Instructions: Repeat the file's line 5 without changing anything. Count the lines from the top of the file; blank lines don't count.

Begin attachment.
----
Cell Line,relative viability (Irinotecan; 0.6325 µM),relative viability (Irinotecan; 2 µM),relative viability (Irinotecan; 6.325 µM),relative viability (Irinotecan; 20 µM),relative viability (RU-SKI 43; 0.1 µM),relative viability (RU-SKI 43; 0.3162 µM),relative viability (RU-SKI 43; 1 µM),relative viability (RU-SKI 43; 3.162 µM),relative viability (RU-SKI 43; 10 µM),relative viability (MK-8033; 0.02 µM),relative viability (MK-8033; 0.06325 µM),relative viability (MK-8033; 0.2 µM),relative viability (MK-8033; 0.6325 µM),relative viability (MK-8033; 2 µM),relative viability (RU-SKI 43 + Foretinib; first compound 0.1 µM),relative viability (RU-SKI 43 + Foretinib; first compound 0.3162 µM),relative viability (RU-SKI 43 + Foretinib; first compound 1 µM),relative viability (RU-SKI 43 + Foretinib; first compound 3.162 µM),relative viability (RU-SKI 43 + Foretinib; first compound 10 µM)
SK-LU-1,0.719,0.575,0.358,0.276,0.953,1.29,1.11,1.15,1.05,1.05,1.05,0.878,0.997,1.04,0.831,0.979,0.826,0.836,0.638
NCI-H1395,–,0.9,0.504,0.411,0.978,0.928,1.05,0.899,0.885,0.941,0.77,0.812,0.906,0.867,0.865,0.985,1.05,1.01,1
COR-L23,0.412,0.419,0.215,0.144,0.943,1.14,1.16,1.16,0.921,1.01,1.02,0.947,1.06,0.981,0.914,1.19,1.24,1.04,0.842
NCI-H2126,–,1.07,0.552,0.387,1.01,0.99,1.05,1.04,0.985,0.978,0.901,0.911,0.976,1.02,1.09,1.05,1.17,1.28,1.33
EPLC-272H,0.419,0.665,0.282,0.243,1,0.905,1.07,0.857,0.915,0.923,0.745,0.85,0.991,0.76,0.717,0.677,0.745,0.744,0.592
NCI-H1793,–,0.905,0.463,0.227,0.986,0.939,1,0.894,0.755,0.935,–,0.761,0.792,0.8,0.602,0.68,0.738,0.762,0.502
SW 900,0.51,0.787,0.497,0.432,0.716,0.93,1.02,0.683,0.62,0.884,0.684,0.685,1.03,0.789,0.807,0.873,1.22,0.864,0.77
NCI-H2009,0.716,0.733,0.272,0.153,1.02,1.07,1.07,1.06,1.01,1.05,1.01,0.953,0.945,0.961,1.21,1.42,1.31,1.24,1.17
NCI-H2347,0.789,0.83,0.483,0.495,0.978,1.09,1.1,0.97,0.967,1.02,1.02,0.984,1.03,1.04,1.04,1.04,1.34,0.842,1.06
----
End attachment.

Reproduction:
NCI-H2126,–,1.07,0.552,0.387,1.01,0.99,1.05,1.04,0.985,0.978,0.901,0.911,0.976,1.02,1.09,1.05,1.17,1.28,1.33